0

For indenting there's no problem. I enter the visual-block mode, select the block, enter insert mode, press ctrl-t (or just press tab), exit the visual-block mode, and the whole block is indented.

So, for the following code:

def my_function():
print('entering my_function')
print('leaving my_function')

Results in:

def my_function():
    print('entering my_function')
    print('leaving my_function')

Taking this last piece of code, if I follow the same steps as described in the first paragraph, but pressing ctrl-d instead of ctrl-t, the result is the following:

def my_function():
    print('entering my_function')
print('leaving my_function')

Even if select both lines in the visual-block mode, only the one on which I apply the unindent command gets affected.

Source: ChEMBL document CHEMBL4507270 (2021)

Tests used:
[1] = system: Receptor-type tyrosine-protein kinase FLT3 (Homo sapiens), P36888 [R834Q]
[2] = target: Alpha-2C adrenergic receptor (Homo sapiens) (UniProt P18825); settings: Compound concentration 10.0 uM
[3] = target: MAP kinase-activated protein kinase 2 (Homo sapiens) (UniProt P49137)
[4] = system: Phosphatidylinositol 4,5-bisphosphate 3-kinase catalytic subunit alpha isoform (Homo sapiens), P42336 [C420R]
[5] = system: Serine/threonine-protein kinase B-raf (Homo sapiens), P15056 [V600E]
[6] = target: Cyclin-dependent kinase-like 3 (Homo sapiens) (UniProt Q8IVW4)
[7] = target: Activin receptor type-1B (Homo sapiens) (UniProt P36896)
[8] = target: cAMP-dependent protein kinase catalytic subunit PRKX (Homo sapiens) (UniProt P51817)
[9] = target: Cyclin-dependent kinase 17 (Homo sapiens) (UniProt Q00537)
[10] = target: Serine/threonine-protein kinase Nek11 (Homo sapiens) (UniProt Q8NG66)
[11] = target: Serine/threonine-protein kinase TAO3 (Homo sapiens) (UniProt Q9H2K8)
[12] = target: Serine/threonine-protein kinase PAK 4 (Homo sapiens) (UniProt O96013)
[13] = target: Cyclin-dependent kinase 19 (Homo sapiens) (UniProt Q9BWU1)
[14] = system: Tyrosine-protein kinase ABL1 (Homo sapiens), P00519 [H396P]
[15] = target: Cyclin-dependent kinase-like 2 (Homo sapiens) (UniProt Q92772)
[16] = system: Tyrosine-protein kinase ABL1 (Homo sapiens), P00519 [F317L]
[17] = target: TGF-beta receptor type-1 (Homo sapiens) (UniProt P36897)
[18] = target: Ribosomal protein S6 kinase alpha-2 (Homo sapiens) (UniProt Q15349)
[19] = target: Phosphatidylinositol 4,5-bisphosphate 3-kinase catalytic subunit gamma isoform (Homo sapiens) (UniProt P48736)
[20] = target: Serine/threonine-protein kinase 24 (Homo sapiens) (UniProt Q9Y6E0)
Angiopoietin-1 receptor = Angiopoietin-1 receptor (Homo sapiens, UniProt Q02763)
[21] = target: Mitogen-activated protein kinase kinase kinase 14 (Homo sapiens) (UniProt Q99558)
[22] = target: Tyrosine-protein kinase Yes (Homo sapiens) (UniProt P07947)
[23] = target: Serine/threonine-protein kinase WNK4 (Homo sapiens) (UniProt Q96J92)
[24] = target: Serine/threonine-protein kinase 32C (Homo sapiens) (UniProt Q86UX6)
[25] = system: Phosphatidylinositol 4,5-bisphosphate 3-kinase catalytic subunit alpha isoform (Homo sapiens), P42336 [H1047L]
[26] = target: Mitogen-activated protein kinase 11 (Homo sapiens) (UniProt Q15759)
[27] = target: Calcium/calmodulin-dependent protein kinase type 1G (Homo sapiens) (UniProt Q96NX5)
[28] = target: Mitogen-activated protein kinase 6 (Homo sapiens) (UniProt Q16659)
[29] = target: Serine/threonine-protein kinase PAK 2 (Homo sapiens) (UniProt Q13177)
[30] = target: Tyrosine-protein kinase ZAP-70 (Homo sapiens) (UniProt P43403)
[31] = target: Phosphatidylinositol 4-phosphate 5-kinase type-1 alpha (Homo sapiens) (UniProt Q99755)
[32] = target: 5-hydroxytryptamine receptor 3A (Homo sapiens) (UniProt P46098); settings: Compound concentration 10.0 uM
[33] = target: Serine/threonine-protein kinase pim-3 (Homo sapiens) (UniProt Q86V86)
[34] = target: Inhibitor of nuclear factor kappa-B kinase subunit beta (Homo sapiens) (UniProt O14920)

7

Neither Ctrl-T nor Ctrl-D (or indeed Tab) are bound to indent commands in visual mode by default. They're insert mode special keys. (See :help ins-special-keys.) That these commands work at all suggests you have something in your configuration that enables them.

The standard keystrokes for indentation in visual mode are > for indent and < for outdent. (See :help v_< and :help v_>)

If you want to investigate what's happening when you press Ctrl-T or Ctrl-D in visual mode, try running the following command:

:verbose xmap <C-T>

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